A day in the life of a postie
by Nick, the postman from Brighton.
At Banjo HQ, we’re huge fans of the brilliant postal workers who’ve been looking after our deliveries throughout lockdown. Which got us thinking… how much do we know about what the job involves and the people behind the big red bags?
In this guest blog, we get a sneak peek into a day in the life of a postie, Nick, from Brighton & Hove. (And check out our instagram for Nick’s answers to some tricky questions posed by our community!)
Up with the seagulls
My working day begins at 6.30am. It’s a bit of a rush, but at least I don’t have to compete for the bathroom at that time! I cycle to work, which is at the main sorting and delivery office in the centre of Brighton.
Brighton is usually quiet at that time (apart from the seagulls!) and the city is just starting to wake up. Once I arrive at the office, I spend the next few hours sorting the mail and parcels for delivery. I get out on delivery around 9am. By then most people are up and about and it’s very busy.
Ideal weather for posties
As a postal worker, you have no choice about being out in whatever the weather wants to throw at you! It can get a bit grim, especially if it is raining heavily, but also if it’s boiling hot too. The ideal posting weather is probably slightly sunny, a little cloud and a temperature of about 18 degrees. We don’t get much snow and ice in Brighton, but rain is the postman’s worst enemy as everything – clothes, mailbags, mail – gets wet. Having said that, in common with most postal workers in Brighton, I wear shorts every day!
I’ve been a postal worker for about 3 years, and I enjoy the freedom of being out and about in my city. I usually walk between 10-15 miles a day, so it is a job that keeps you naturally fit! Most people seem happy to see their postman and I usually get a smile and a greeting, and you get the feeling that it’s a job that people respect. Delivering in Brighton does have its challenges though. It is a very hilly city and a lot of houses have a lot of steps leading up to them, so it can be hard on the feet and knees!
Unfortunately, the memorable days are usually when something goes wrong. I remember a day when we left the van doors open and all the mail bags and parcels fell out into road as we drove along! I’ve been chased by a few dogs and bitten by a couple. But some nice things happen too. A few weeks ago, a little girl gave me a lovely picture that she had drawn. She thanked me for all the letters and parcels that had been delivered to her over lockdown. What I do love is meeting lots of different cats and dogs – the non-bitey ones!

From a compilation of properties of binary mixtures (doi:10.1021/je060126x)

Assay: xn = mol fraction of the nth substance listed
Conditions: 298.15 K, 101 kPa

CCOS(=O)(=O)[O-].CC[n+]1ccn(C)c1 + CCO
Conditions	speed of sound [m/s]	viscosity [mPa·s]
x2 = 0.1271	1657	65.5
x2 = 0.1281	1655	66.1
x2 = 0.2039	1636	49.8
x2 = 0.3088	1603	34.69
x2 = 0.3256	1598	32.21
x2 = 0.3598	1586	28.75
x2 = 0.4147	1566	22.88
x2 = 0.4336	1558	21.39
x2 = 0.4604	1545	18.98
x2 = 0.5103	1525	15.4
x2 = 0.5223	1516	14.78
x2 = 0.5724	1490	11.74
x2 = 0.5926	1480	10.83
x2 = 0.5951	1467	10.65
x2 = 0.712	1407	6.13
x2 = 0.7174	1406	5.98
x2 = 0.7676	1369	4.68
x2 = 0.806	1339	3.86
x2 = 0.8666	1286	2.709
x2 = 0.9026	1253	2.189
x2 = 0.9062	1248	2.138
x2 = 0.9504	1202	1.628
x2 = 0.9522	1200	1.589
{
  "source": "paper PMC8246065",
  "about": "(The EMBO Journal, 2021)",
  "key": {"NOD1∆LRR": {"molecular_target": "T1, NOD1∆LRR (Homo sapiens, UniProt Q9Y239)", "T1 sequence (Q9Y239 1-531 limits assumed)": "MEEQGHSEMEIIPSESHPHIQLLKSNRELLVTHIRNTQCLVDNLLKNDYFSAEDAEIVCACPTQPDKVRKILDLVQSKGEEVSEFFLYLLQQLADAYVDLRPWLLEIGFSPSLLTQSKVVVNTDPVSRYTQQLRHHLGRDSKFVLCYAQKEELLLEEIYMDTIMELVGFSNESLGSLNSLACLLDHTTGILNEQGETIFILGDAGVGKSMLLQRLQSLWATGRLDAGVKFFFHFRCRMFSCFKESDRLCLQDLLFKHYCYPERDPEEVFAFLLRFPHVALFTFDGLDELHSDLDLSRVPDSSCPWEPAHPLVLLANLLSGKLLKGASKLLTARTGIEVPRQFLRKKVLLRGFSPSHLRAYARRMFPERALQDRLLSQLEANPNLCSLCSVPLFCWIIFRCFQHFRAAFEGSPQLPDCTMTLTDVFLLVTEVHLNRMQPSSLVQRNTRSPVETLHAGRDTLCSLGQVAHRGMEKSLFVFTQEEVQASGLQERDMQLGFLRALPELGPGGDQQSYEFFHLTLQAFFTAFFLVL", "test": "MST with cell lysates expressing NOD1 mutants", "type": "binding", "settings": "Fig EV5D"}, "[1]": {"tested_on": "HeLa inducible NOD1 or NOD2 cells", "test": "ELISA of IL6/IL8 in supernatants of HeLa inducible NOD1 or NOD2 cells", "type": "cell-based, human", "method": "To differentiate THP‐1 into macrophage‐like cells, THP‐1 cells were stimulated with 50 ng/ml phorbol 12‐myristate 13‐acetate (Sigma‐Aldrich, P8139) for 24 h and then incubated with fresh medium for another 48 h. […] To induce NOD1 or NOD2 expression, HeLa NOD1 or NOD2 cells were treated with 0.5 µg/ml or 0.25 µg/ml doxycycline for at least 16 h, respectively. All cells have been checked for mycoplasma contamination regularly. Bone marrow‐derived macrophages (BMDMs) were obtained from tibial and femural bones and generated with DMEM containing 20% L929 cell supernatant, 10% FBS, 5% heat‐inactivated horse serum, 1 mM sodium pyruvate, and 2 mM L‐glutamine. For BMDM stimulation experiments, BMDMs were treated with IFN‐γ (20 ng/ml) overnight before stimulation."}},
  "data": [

Our workload more than doubles at Christmas. It usually starts in early November when all the shopping catalogues are sent, and then it builds from there. The middle two weeks of December are manic! There are less Christmas cards sent year on year, but more and more parcels seem to make up for it. Postmen get very excited about Christmas tips from their customers. If you want to make your postman happy, give him or her a tip at Christmas. Believe me, they deserve it!
The sounds of nature
The first few weeks of lockdown were very strange. The streets were eerily quiet, and you could walk down the busiest roads in Brighton and not worry about the traffic. I became very aware of the sounds of nature – birdsong and the rustling of grass and leaves in the wind that’s usually drowned out by human noise. Most people were at home and seeing the postman might have been the only human contact they had all day, so we got lots of waves, smiles and thank yous.
In praise of proper, paper post
Most of the letters we deliver now are business mail, but cards and personal letters are still important. It’s nice to deliver a handful of birthday cards and I usually hum Happy Birthday as I put them through the letterbox. More and more modern communication is done by email, text or through social media and mail volumes are declining every year. It will be a sad day when postcards, birthday cards or random letters are no longer sent or received, so please keep writing and sending!
A day in the life of a postie
Thanks to Nick, we now have a bit more insight into a day in the life of a busy postie. Don’t stop chatting to your postal worker and thanking them for the job they do- they certainly appreciate it! For more post fun, check out this week’s printables here.